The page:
Back then the drive-axle was often fitted with twin tyres in order to improve the transmission of motor torque onto the road. This resulted in better traction and made it easier to control the veer-off forces in narrow hill curves. But ultimately, it was not only the engine power, but also the driving skills and, above all, the cornering technique of a pilot that were essential for winning the victory.

    This museum quality, hand-crafted piece of diecast metal precision model is a replica of Hans Stuck’s winning vehicle with starting number 111 and twin-tyre rear wheels.

    TECHNICAL DATA OF THE ORIGINAL VEHICLE:

    V16 engine with Roots compressor.

    Maximum output: 520 hp at 5000 rpm

    Displacement: 6005 ccm

    Top speed: approx. 340 km/h

    Wheel base: 2310 mm

    Total length: 3920 mm

     


  • 1:18 CMC - Ferrari 250 GTO - Silver 1:18 Scale Diecast Model Car M-152

    1:18 CMC – Ferrari 250 GTO – Blue

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    $749.95

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    DMCS are proud to offer this model for immediate delivery.

    CMC have done it again, showing that they produce some of the highest quality models in the world.

    Product number #M-152

    History of the real car:
    A total of 39 GTO cars were built, of which 3 copies with a four-liter engine.

    In March 1961, was nervous at Ferrari. Reason for this was the newly introduced Jaguar E-Type at the Geneva Motor Show. It was seen as a serious competitor and feared losing its supremacy in racing events.

    Enzo Ferrari acted immediately and commissioned Giotto Bizzarrini as a project to develop a new GT car. Bizzarrini served as an experimental vehicle of the tried and tested 250 GT / SWB. It was clear as unchanged as possible to accept the chassis at the same wheelbase of 2,400mm. Rear axle, body aerodynamics and center of gravity were particularly in focus and train were improved by train.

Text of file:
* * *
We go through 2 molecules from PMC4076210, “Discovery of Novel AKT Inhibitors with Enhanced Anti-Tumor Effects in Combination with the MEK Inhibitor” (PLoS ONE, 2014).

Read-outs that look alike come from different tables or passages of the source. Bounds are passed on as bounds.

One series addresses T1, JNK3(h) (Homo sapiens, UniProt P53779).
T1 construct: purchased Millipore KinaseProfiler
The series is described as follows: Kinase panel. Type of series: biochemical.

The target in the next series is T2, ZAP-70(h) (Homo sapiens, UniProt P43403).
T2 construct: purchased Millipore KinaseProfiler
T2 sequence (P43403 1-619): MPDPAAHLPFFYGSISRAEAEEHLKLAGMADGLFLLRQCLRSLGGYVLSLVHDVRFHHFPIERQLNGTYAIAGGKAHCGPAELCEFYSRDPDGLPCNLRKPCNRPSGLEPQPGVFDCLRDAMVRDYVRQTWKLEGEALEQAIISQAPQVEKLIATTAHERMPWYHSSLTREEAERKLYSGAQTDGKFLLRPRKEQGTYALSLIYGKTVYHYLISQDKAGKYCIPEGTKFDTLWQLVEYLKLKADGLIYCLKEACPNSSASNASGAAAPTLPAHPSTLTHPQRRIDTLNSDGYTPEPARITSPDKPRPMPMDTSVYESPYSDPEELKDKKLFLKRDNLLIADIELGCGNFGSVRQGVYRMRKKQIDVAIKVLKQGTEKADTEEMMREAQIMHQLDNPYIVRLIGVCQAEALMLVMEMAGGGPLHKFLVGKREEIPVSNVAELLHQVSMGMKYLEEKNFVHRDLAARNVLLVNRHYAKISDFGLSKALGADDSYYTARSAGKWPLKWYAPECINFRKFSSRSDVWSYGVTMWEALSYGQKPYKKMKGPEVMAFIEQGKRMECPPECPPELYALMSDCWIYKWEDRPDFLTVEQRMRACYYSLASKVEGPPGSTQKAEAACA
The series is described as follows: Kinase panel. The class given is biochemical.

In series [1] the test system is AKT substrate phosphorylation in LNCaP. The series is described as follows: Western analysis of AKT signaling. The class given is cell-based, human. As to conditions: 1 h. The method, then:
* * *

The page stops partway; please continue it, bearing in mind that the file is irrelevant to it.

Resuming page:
The new GTO was introduced in February 1962 with a phenomenal beautiful become body in the world press in Maranello.

    His first race was in 1962 at the 12-hour race at Sebring / USA in which the driver duo Phil Hill and Olivier Gendebien equal with a victory in the GT class and could come up second overall of the entire field of participants. Henceforth, it was all up; 1962 in 1963 and 1964, Ferrari was able to secure the GTO brand World Cup.

     

     


  • CMC Diecast Model Car - 1.87 - Ferrari Dino 156 F1 - 1961

    1:87 CMC – Ferrari Dino 156 F1 – 1961

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    $49.95 $34.95

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    This 1:87 Ferrari Model is Produced by CMC in polished alloy metal,

    CMC known for their extremely high quality and detailing.

    This Exclusive Ferrari Dino 156 F1, is a Limited edition Numbered 1341 of 5,000 Produced.

    Coming in at less than 5cm long this is a steal for a CMC Brand model at under $50

    This model is also featured in Issue 15 of the Diecast Magazine on Page 72

    A Fantastic Model, brought to you from a great brand in a scale that is uncommon in Australia making for a great point of difference to any collection or for the collector that values CMC's quality model production but looking for one at a more affordable price of under $50.00